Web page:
Kerry Diamond: Amanda, welcome to Radio Cherry Bombe.
Amanda Bankert: Thank you very much for having me.
Kerry Diamond: All the way from Paris. This is wildly exciting.
Amanda Bankert: Yes. Just in, so a little bit jet lagged, you have to bear with me please.
Kerry Diamond: I can imagine. So you're here, we'll explain this to everybody, but this is kind of like past tense. You're here to do a donut pop up, which unfortunately we will be done by the time that you hear this episode, but we know a lot of the Bombesquad goes to Paris, loves to visit Paris so they can go directly to Boneshaker donuts.
Amanda Bankert: Yes.
Kerry Diamond: What neighborhood is Boneshaker in?
Amanda Bankert: We're right in the center actually we're in Sentier, it’s kind of near Rue Montorgueil and Les Halles, kind of smack dab in the middle, so we're lucky with that.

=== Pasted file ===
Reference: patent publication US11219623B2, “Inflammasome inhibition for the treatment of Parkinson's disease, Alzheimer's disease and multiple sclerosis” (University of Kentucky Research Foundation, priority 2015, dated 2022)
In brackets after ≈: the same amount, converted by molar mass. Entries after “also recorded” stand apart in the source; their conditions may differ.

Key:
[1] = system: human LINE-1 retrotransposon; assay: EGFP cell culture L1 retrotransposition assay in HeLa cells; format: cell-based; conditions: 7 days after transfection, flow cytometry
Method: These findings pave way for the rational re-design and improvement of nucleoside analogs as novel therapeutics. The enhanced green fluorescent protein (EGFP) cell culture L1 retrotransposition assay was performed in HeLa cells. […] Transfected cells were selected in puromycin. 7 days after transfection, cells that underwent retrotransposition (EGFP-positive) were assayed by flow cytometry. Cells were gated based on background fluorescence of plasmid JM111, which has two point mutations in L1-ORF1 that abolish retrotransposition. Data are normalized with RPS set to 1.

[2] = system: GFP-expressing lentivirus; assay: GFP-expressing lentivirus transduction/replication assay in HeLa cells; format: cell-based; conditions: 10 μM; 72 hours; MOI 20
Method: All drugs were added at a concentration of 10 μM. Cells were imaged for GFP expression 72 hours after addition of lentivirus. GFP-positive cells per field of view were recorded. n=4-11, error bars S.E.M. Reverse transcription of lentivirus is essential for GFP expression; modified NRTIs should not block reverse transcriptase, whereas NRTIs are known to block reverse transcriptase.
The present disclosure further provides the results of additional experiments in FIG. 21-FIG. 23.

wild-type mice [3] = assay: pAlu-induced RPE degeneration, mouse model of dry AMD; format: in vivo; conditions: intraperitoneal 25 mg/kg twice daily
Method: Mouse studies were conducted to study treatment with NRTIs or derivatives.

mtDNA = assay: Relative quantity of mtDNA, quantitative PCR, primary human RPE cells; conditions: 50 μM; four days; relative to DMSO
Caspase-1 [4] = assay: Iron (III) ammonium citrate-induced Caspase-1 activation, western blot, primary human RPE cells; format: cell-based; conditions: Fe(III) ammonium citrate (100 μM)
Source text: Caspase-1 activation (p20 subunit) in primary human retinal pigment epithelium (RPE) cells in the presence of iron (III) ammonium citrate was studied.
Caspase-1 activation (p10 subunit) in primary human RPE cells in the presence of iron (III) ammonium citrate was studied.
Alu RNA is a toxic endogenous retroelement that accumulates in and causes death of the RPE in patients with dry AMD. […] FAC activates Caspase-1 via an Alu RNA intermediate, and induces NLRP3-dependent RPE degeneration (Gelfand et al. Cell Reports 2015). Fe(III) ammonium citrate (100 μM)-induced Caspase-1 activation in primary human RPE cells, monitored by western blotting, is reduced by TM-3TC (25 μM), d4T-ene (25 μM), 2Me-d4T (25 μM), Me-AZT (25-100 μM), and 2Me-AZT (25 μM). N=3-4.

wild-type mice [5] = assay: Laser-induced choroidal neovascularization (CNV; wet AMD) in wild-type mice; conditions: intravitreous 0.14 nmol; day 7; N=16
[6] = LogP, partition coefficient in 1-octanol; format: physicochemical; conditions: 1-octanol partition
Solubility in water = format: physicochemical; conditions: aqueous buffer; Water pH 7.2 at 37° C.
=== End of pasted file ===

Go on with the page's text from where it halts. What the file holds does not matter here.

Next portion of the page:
Kerry Diamond: So I'm just going to plunge right into it. How the heck did you wind up in Paris? You are from Washington?
Amanda Bankert: Yeah, I'm originally from DC. Yeah. So it's kind of a roundabout story. I first came to Paris studying art history. I went to college-
Kerry Diamond: Not donuts, you didn't go to Paris to study donuts?
Amanda Bankert: No. Exactly. Funnily enough. So I was doing my junior semester abroad. I was an undergrad at Sarah Lawrence and I'd say within like three days of arriving in Paris, I was like, this is where I want to live. I just had this like feeling immediately. So I came back, graduated and my goal was then to try and figure out, okay, well how do I make this a reality? And I had worked in restaurants from the age of 15. worked throughout college, mostly front of house stuff, but always really liked back of house. And I think for me there was that combination pastry. I basically decided that I want to do pastry. I think there was like an overlap between the art there as well, like the two, it wasn't a huge leap for me. So for me it was a way to really kind of bring together my interest.